Olfactory epithelium amyloid-β and paired helical filament-tau pathology in Alzheimer disease

Authors

  • Steven E. Arnold MD,

    Corresponding author
    1. Alzheimer's Disease Core Center, University of Pennsylvania, Philadelphia, PA
    2. Department of Psychiatry, University of Pennsylvania, Philadelphia, PA
    3. Department of Neurology, University of Pennsylvania, Philadelphia, PA
    • PENN Memory Center, University of Pennsylvania, 3615 Chestnut Street, Philadelphia, PA 19104
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  • Edward B. Lee MD, PhD,

    1. Department of Pathology and Laboratory Medicine, University of Pennsylvania, Philadelphia, PA
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  • Paul J. Moberg PhD,

    1. Alzheimer's Disease Core Center, University of Pennsylvania, Philadelphia, PA
    2. Department of Psychiatry, University of Pennsylvania, Philadelphia, PA
    3. Department of Otorhinolaryngology, Head and Neck Surgery, University of Pennsylvania, Philadelphia, PA
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  • Lauren Stutzbach BA,

    1. Department of Pathology and Laboratory Medicine, University of Pennsylvania, Philadelphia, PA
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  • Hala Kazi BS,

    1. Department of Psychiatry, University of Pennsylvania, Philadelphia, PA
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  • Li-Ying Han MS,

    1. Department of Psychiatry, University of Pennsylvania, Philadelphia, PA
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  • Virginia M. Y. Lee PhD,

    1. Alzheimer's Disease Core Center, University of Pennsylvania, Philadelphia, PA
    2. Department of Pathology and Laboratory Medicine, University of Pennsylvania, Philadelphia, PA
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  • John Q. Trojanowski MD, PhD

    1. Alzheimer's Disease Core Center, University of Pennsylvania, Philadelphia, PA
    2. Department of Pathology and Laboratory Medicine, University of Pennsylvania, Philadelphia, PA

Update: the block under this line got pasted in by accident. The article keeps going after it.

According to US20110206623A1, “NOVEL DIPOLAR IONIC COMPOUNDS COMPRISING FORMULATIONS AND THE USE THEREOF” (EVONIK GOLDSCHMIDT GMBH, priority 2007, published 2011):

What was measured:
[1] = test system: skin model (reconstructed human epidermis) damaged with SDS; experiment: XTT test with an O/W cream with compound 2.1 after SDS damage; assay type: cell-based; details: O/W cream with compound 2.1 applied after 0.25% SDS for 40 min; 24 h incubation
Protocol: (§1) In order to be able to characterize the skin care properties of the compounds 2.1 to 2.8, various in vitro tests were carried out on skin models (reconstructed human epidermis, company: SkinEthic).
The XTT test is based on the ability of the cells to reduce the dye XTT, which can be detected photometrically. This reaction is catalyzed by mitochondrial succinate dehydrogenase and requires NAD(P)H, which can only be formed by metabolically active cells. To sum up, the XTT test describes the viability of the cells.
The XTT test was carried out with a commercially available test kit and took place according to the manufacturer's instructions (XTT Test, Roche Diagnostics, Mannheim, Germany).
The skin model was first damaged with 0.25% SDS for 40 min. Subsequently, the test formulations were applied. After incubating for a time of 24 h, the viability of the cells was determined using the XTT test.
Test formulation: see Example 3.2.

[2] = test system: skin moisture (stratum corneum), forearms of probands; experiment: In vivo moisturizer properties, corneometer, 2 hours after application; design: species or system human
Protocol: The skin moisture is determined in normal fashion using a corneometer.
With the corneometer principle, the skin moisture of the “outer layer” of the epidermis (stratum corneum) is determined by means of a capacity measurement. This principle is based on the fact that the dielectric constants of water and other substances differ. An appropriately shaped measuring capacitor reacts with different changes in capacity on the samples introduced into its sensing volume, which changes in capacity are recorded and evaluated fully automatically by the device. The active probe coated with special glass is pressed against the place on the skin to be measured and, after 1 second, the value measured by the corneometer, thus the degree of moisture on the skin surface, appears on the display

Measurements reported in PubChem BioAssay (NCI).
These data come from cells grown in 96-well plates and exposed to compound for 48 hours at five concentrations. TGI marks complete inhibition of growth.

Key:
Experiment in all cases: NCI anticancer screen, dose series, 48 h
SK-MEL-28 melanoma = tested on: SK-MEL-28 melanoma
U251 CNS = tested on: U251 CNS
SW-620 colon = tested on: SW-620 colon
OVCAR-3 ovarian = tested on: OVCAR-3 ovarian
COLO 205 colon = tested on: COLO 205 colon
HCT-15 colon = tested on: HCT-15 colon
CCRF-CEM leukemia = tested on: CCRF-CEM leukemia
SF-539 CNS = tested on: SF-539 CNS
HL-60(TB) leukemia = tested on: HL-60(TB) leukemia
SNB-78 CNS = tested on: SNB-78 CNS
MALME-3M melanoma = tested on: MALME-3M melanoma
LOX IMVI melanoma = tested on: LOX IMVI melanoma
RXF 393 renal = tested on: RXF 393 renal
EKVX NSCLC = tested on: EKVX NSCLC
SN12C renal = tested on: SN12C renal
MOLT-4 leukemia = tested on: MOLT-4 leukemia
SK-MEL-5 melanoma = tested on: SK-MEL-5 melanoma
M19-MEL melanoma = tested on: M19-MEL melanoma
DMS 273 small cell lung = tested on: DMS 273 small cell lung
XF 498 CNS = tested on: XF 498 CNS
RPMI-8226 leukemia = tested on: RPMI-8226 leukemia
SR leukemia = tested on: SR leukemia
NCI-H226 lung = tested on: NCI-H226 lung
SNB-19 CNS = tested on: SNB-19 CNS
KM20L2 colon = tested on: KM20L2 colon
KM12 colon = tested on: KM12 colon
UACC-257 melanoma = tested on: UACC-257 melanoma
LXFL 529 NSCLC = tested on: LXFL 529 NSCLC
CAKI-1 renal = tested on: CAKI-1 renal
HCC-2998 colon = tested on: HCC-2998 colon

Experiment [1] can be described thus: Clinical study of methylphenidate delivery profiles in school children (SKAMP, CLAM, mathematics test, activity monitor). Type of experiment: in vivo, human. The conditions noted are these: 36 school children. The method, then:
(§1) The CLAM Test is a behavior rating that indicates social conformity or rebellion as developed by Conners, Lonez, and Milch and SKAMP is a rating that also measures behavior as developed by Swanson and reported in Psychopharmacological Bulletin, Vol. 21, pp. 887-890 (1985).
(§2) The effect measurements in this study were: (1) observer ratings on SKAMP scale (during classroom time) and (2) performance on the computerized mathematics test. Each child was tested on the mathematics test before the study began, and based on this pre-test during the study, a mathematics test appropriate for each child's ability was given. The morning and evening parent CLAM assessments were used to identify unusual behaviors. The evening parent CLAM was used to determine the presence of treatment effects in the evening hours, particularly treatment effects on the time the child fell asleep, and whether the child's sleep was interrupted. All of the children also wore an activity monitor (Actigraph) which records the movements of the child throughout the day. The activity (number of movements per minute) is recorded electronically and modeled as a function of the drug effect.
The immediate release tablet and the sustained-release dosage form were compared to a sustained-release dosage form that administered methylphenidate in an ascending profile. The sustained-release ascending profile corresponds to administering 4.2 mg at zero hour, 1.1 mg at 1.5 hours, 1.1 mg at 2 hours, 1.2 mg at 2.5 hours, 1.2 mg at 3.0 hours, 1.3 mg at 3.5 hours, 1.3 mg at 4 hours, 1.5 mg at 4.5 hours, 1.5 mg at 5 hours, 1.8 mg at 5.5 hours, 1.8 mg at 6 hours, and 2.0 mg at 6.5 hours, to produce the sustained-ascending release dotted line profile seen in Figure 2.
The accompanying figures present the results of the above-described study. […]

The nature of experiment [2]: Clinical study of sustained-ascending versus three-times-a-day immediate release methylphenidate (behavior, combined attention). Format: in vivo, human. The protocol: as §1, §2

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Abstract

Objective

Olfactory dysfunction is common in Alzheimer disease (AD) and other neurodegenerative diseases. Paired helical filament (PHF)-tau, α-synuclein, and amyloid-β lesions occur early and severely in cerebral regions of the olfactory system, and they have also been observed in olfactory epithelium (OE). However, their frequency, abundance, and disease specificity, and the relationships of OE pathology to brain pathology have not been established.

Methods

We investigated the pathological expression of amyloid-β, PHFtau, α-synuclein, and TDP-43 in postmortem OE of 79 cases with AD, 63 cases with various other neurodegenerative diseases, and 45 neuropathologically normal cases.

Results

Amyloid-β was present as punctate and small patchy aggregates in 71% of AD cases, compared with 22% of normal cases and 14% of cases with other diseases, and in greater amounts in AD than in either of the other 2 diagnostic categories. PHFtau was evident in dystrophic neurites in 55% of cases with AD, 34% with normal brains, and 39% with other neurodegenerative diseases, also at higher densities in AD. α-Synuclein was present in dystrophic neurites in 7 cases, 6 of which also had cerebral Lewy bodies. Pathological TDP-43 inclusions were not observed in the OE in any cases. Amyloid-β and to a lesser degree, PHFtau ratings in OE significantly correlated with cortical Aβ and PHFtau lesion ratings in the brain.

Interpretation

These data demonstrate that AD pathology in the OE is present in the majority of cases with pathologically verified AD and correlates with brain pathology. Future work may assess the utility of amyloid-β and PHFtau measurement in OE as a biomarker for AD. ANN NEUROL 2010;67:462–469

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